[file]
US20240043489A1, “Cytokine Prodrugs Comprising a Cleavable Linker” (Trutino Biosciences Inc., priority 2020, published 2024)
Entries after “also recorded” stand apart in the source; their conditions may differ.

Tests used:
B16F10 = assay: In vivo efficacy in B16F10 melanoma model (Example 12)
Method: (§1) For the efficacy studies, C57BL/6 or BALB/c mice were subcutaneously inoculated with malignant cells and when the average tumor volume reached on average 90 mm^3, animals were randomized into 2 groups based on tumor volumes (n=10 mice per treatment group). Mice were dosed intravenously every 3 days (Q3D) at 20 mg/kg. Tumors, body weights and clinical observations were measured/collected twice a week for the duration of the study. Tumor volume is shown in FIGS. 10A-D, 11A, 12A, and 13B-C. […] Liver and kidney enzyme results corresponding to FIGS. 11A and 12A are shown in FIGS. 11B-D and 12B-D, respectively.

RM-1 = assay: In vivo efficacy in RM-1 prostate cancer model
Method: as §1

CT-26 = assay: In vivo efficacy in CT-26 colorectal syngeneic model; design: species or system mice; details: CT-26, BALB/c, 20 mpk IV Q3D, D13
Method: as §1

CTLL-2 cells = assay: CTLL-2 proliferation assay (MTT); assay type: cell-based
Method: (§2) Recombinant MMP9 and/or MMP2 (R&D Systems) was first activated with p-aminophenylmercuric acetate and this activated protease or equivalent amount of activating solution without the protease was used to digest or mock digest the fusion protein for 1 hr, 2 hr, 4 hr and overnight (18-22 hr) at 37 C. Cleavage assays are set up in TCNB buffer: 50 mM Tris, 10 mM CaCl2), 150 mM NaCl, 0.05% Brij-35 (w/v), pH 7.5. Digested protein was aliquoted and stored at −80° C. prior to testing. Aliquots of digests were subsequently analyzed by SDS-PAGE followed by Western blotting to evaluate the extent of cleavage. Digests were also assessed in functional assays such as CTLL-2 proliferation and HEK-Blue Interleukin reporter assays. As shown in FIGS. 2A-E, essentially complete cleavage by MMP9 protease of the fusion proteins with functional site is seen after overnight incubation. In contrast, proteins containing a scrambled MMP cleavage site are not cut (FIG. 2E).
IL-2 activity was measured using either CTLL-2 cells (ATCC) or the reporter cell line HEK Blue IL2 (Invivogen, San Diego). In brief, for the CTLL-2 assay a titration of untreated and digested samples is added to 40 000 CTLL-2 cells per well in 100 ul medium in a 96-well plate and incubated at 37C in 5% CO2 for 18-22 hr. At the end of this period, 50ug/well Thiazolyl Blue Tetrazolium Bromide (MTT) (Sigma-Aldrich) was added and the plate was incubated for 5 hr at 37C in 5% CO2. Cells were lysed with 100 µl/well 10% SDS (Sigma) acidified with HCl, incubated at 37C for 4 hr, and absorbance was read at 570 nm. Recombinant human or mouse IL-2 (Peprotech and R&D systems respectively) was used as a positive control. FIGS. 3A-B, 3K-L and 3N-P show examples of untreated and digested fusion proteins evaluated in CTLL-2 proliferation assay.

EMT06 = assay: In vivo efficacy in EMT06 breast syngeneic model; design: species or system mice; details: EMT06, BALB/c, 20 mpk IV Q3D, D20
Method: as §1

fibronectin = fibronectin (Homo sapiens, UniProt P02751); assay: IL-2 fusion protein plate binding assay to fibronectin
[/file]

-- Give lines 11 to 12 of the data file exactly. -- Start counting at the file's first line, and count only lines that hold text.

Method: (§2) Recombinant MMP9 and/or MMP2 (R&D Systems) was first activated with p-aminophenylmercuric acetate and this activated protease or equivalent amount of activating solution without the protease was used to digest or mock digest the fusion protein for 1 hr, 2 hr, 4 hr and overnight (18-22 hr) at 37 C. Cleavage assays are set up in TCNB buffer: 50 mM Tris, 10 mM CaCl2), 150 mM NaCl, 0.05% Brij-35 (w/v), pH 7.5. Digested protein was aliquoted and stored at −80° C. prior to testing. Aliquots of digests were subsequently analyzed by SDS-PAGE followed by Western blotting to evaluate the extent of cleavage. Digests were also assessed in functional assays such as CTLL-2 proliferation and HEK-Blue Interleukin reporter assays. As shown in FIGS. 2A-E, essentially complete cleavage by MMP9 protease of the fusion proteins with functional site is seen after overnight incubation. In contrast, proteins containing a scrambled MMP cleavage site are not cut (FIG. 2E).
IL-2 activity was measured using either CTLL-2 cells (ATCC) or the reporter cell line HEK Blue IL2 (Invivogen, San Diego). In brief, for the CTLL-2 assay a titration of untreated and digested samples is added to 40 000 CTLL-2 cells per well in 100 ul medium in a 96-well plate and incubated at 37C in 5% CO2 for 18-22 hr. At the end of this period, 50ug/well Thiazolyl Blue Tetrazolium Bromide (MTT) (Sigma-Aldrich) was added and the plate was incubated for 5 hr at 37C in 5% CO2. Cells were lysed with 100 µl/well 10% SDS (Sigma) acidified with HCl, incubated at 37C for 4 hr, and absorbance was read at 570 nm. Recombinant human or mouse IL-2 (Peprotech and R&D systems respectively) was used as a positive control. FIGS. 3A-B, 3K-L and 3N-P show examples of untreated and digested fusion proteins evaluated in CTLL-2 proliferation assay.